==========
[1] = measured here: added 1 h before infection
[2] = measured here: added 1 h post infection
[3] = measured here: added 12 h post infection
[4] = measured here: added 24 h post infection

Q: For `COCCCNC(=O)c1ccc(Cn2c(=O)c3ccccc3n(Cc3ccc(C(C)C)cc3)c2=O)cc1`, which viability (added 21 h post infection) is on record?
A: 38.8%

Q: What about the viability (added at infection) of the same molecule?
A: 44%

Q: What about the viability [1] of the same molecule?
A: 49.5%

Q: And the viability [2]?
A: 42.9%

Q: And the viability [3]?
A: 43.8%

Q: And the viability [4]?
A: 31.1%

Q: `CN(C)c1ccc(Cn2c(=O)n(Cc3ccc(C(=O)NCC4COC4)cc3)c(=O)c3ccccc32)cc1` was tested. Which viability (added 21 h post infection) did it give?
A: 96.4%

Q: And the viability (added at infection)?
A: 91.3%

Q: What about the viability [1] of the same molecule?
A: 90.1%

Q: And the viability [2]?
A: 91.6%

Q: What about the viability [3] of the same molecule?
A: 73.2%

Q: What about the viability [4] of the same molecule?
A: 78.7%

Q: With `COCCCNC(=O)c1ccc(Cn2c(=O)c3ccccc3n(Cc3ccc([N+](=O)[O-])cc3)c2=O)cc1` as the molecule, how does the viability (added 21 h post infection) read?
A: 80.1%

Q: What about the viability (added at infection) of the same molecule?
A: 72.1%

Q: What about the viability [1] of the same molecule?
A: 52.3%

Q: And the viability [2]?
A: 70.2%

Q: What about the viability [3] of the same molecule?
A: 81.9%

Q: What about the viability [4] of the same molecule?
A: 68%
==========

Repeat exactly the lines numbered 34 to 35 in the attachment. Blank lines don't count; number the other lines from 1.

A: 52.3%

Q: And the viability [2]?